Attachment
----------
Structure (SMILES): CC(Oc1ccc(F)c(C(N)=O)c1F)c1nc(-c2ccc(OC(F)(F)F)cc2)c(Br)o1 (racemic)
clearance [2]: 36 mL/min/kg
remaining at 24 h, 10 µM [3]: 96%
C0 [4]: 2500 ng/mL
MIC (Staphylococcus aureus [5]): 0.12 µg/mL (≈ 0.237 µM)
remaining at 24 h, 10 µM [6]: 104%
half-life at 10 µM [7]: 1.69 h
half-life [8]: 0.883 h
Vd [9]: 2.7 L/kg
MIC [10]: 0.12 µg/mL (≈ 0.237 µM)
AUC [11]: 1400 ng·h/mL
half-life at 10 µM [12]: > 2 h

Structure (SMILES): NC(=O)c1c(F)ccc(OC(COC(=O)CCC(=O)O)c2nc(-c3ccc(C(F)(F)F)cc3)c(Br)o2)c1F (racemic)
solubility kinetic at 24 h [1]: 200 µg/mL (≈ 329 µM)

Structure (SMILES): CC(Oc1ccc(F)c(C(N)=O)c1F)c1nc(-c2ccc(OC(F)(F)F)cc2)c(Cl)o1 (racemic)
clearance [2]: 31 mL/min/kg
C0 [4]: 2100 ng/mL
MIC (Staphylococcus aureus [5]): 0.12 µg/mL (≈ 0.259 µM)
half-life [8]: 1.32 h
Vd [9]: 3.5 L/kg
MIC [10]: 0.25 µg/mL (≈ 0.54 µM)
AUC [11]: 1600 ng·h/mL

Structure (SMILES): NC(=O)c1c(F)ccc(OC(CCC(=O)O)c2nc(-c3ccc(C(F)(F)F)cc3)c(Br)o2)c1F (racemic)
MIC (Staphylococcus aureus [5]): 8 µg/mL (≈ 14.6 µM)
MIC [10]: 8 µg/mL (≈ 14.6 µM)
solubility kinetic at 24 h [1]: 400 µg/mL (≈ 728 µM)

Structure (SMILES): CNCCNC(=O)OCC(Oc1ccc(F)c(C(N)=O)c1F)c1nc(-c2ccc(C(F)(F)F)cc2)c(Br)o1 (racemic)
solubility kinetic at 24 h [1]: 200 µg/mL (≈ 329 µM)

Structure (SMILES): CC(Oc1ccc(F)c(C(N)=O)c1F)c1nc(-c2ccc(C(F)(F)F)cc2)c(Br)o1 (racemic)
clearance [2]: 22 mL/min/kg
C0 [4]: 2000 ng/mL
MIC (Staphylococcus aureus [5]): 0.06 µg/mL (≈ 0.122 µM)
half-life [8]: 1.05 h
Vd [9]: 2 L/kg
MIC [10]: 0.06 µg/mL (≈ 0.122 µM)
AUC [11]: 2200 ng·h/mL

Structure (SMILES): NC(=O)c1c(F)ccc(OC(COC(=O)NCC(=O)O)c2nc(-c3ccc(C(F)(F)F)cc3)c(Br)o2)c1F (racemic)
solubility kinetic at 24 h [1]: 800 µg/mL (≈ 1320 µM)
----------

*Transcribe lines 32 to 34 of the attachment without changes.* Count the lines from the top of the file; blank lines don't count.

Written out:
MIC (Staphylococcus aureus [5]): 0.06 µg/mL (≈ 0.122 µM)
half-life [8]: 1.05 h
Vd [9]: 2 L/kg